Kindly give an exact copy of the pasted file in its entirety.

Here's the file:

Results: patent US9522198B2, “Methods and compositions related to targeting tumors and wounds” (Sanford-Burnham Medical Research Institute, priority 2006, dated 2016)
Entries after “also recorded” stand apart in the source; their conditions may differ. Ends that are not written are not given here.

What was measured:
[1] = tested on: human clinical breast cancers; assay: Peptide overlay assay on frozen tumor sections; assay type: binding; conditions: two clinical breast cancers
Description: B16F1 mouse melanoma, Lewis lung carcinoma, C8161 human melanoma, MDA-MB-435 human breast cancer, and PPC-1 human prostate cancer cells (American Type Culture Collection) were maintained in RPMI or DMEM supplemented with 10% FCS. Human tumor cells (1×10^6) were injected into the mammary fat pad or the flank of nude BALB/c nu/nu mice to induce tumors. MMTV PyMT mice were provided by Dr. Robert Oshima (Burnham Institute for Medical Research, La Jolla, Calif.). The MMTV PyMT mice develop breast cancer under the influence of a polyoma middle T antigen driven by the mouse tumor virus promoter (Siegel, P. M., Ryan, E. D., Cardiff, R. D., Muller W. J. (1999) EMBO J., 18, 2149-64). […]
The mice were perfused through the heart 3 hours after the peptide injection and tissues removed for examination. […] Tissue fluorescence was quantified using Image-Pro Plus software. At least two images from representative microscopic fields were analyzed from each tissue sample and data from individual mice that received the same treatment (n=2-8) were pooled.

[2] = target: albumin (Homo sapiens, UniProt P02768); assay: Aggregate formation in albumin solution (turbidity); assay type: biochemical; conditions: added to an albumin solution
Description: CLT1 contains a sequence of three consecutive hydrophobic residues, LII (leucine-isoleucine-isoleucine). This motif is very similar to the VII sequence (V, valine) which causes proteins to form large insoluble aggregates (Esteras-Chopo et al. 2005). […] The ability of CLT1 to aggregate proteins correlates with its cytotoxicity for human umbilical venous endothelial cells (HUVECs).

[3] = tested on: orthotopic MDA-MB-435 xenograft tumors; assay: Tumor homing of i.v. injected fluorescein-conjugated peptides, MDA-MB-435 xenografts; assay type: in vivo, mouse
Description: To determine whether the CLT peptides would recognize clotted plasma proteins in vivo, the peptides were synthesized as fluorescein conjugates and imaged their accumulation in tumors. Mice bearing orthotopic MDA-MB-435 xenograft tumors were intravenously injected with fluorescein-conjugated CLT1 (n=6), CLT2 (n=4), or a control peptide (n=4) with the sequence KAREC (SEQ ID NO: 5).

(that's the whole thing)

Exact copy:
Results: patent US9522198B2, “Methods and compositions related to targeting tumors and wounds” (Sanford-Burnham Medical Research Institute, priority 2006, dated 2016)
Entries after “also recorded” stand apart in the source; their conditions may differ. Ends that are not written are not given here.

What was measured:
[1] = tested on: human clinical breast cancers; assay: Peptide overlay assay on frozen tumor sections; assay type: binding; conditions: two clinical breast cancers
Description: B16F1 mouse melanoma, Lewis lung carcinoma, C8161 human melanoma, MDA-MB-435 human breast cancer, and PPC-1 human prostate cancer cells (American Type Culture Collection) were maintained in RPMI or DMEM supplemented with 10% FCS. Human tumor cells (1×10^6) were injected into the mammary fat pad or the flank of nude BALB/c nu/nu mice to induce tumors. MMTV PyMT mice were provided by Dr. Robert Oshima (Burnham Institute for Medical Research, La Jolla, Calif.). The MMTV PyMT mice develop breast cancer under the influence of a polyoma middle T antigen driven by the mouse tumor virus promoter (Siegel, P. M., Ryan, E. D., Cardiff, R. D., Muller W. J. (1999) EMBO J., 18, 2149-64). […]
The mice were perfused through the heart 3 hours after the peptide injection and tissues removed for examination. […] Tissue fluorescence was quantified using Image-Pro Plus software. At least two images from representative microscopic fields were analyzed from each tissue sample and data from individual mice that received the same treatment (n=2-8) were pooled.

[2] = target: albumin (Homo sapiens, UniProt P02768); assay: Aggregate formation in albumin solution (turbidity); assay type: biochemical; conditions: added to an albumin solution
Description: CLT1 contains a sequence of three consecutive hydrophobic residues, LII (leucine-isoleucine-isoleucine). This motif is very similar to the VII sequence (V, valine) which causes proteins to form large insoluble aggregates (Esteras-Chopo et al. 2005). […] The ability of CLT1 to aggregate proteins correlates with its cytotoxicity for human umbilical venous endothelial cells (HUVECs).

[3] = tested on: orthotopic MDA-MB-435 xenograft tumors; assay: Tumor homing of i.v. injected fluorescein-conjugated peptides, MDA-MB-435 xenografts; assay type: in vivo, mouse
Description: To determine whether the CLT peptides would recognize clotted plasma proteins in vivo, the peptides were synthesized as fluorescein conjugates and imaged their accumulation in tumors. Mice bearing orthotopic MDA-MB-435 xenograft tumors were intravenously injected with fluorescein-conjugated CLT1 (n=6), CLT2 (n=4), or a control peptide (n=4) with the sequence KAREC (SEQ ID NO: 5).